The only western ringtail study that included a health investigation component mainly looked at evidence whether infectious disease potentially limits translocation success. (Clarke, 2011).

The animals underwent comprehensive health and disease screening and were tested for toxoplasmosis, leptospirosis, salmonellosis and chlamydiosis. All possums were negative.
There was however an observed relationship between the ‘white blood cell counts’ prior to release and early mortality. Also ‘white blood cell counts’ in some ringtails increased over time. It is unknown whether ringtails with higher WBC were suffering from sub-clinical infections or inflammatory processes or carrying some unknown pathogens which could have lowered their survival chances. (Clarke, 2011)

Haematological and serum biochemical values were considered normal for the released possums; however this study was the first to actually establish reference ranges for those parameters.

Western ringtail possums struggle with high ambient temperatures and tend to suffer from overheating at around 35°C particularly during an extended stretch of high temperatures. In a study with captive animals, evaporative water loss became biologically significant at temperatures above 32.5°C. (Yin, 2006)

This weakness coupled with a decrease in leaf quality under climate change conditions and the sensitivity of many pathogens to increased temperatures which might increase their severity (Cabrelli et al, 2015) could render western ringtails one of the earliest victims of climate change.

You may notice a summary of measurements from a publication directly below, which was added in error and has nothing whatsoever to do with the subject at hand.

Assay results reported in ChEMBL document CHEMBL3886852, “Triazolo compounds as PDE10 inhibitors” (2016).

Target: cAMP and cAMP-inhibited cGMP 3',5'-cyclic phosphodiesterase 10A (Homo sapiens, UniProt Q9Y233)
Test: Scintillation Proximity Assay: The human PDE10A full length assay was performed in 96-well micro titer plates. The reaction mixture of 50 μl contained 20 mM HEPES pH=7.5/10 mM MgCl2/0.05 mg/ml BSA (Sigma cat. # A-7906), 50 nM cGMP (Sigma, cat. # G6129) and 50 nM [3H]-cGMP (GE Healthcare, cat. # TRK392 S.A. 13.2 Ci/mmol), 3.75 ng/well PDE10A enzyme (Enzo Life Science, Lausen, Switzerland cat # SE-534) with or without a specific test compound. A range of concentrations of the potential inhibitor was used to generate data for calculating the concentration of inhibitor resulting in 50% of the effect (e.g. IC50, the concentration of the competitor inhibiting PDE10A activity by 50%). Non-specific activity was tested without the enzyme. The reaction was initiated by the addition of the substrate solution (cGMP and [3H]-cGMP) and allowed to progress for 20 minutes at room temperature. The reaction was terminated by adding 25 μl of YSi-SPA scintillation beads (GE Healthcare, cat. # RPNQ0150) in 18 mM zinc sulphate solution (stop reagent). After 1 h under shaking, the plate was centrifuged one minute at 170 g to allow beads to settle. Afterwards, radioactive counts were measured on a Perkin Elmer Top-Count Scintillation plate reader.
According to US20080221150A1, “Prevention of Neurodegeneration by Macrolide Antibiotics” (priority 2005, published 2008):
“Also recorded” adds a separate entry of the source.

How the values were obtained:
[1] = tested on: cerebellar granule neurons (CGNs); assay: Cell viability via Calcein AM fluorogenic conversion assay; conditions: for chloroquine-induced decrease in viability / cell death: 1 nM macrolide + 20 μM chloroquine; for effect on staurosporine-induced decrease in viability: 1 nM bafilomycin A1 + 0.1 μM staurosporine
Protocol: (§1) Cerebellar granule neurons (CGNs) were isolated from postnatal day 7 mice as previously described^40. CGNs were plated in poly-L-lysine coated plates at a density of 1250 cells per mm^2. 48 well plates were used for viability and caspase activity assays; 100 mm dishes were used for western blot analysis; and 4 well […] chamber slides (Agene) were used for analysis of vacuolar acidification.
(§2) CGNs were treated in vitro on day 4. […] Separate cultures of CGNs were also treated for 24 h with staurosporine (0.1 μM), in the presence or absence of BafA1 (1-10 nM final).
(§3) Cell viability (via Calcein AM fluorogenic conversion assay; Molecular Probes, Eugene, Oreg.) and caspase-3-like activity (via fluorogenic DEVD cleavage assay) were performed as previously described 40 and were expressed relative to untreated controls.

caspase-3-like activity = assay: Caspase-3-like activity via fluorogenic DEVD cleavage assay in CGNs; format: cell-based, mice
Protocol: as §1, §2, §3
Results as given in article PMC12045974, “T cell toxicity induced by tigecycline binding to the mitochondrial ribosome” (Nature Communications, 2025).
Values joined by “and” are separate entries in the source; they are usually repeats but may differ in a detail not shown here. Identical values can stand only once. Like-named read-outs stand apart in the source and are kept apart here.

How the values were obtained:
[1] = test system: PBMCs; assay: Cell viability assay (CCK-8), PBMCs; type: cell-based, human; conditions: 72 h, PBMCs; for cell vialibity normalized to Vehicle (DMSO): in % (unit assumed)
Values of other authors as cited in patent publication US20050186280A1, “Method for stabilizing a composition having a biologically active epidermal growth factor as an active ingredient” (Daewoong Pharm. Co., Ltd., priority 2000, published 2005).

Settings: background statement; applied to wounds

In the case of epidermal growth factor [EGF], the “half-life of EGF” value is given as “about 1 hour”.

All animals can potentially suffer from a myriad of health issues and identifying those with potential conservation implications for the species would be essential.

According to my own experience there is a high occurrence of health problems in western ringtail possums in connection with a need for water (polydipsia, urinary tract infections, large amounts of non-staining crystalline material in urine, calculi, renal necrosis with intra-lesional oxalate crystals).
Heavy drinking over an extended time frame can render an animal unreleasable.

The potential relevance of the formation of bladder stones in ringtails was acknowledged by including the issue into the nomination for an upgrade of the conservation status to ‘critically endangered’ under the EPBC Act 1999. (

Crippling parasitism - mites, fleas, ticks, cestodes – and in some habitats even all of the above simultaneously is clearly limiting survival, however we do not know whether parasitism is mainly a secondary problem, particularly in stressed animals. Emaciation, dehydration and parasitism can sometimes be simultaneously observed without a definitive disease process and the primary problem is unidentifiable.
Parasitism also played a negative role in mortalities in translocation research. (Clarke, 2011)

General body condition which is usually best in spring/ early summer and worst in late autumn/winter clearly influences the prevalence of parasitism. However, the condition of the coat follows other patterns and is usually at its best in cold weather when good insulation is needed. Most animals with bad fur loss particularly on the rump were spotted in spring and summer. This could however be unrelated to parasitism and instead be the result of fights over habitat in the breeding season and during dispersal.
Bite injuries even from another ringtail possum often lead to abscesses and septicaemia. These injuries are hard to treat particularly as Enrofloxacin seems to be the only safe antibiotic.
Also, investigations in to brush-tailed rock wallabies found that a high number of individuals in care carried resistance genes typical of those found in human pathogens while no animals from isolated wild populations carried any resistance genes.
There is obviously a risk that after release antibiotic resistance could potential be transmitted into wild populations. (Gillings, 2015)
Any mammal that is raised in a human environment might potentially carry this risk factor. 

Any exposure to biological and/or environmental changes can act as a stressor, particularly in a creature of habit such as our western ringtail possum.